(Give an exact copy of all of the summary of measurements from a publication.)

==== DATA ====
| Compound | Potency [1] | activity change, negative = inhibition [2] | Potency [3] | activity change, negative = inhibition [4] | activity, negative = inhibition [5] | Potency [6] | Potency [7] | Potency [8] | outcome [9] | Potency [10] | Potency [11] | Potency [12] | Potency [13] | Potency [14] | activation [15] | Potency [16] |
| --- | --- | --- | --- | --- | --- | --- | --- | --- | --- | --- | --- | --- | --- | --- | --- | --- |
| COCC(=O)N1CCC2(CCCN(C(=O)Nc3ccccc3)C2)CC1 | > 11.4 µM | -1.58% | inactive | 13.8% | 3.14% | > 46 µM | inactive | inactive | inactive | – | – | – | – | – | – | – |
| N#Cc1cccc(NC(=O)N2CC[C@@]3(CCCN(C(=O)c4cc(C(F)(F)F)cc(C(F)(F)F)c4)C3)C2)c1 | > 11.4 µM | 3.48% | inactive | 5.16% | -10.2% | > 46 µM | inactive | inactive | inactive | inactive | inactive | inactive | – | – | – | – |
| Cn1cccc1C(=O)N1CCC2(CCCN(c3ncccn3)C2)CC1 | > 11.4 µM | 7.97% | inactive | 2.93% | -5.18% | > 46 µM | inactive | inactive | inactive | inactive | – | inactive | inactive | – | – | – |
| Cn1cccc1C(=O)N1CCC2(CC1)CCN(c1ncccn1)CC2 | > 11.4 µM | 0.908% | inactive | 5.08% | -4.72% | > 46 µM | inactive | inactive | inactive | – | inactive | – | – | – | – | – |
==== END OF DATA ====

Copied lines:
| Compound | Potency [1] | activity change, negative = inhibition [2] | Potency [3] | activity change, negative = inhibition [4] | activity, negative = inhibition [5] | Potency [6] | Potency [7] | Potency [8] | outcome [9] | Potency [10] | Potency [11] | Potency [12] | Potency [13] | Potency [14] | activation [15] | Potency [16] |
| --- | --- | --- | --- | --- | --- | --- | --- | --- | --- | --- | --- | --- | --- | --- | --- | --- |
| COCC(=O)N1CCC2(CCCN(C(=O)Nc3ccccc3)C2)CC1 | > 11.4 µM | -1.58% | inactive | 13.8% | 3.14% | > 46 µM | inactive | inactive | inactive | – | – | – | – | – | – | – |
| N#Cc1cccc(NC(=O)N2CC[C@@]3(CCCN(C(=O)c4cc(C(F)(F)F)cc(C(F)(F)F)c4)C3)C2)c1 | > 11.4 µM | 3.48% | inactive | 5.16% | -10.2% | > 46 µM | inactive | inactive | inactive | inactive | inactive | inactive | – | – | – | – |
| Cn1cccc1C(=O)N1CCC2(CCCN(c3ncccn3)C2)CC1 | > 11.4 µM | 7.97% | inactive | 2.93% | -5.18% | > 46 µM | inactive | inactive | inactive | inactive | – | inactive | inactive | – | – | – |
| Cn1cccc1C(=O)N1CCC2(CC1)CCN(c1ncccn1)CC2 | > 11.4 µM | 0.908% | inactive | 5.08% | -4.72% | > 46 µM | inactive | inactive | inactive | – | inactive | – | – | – | – | – |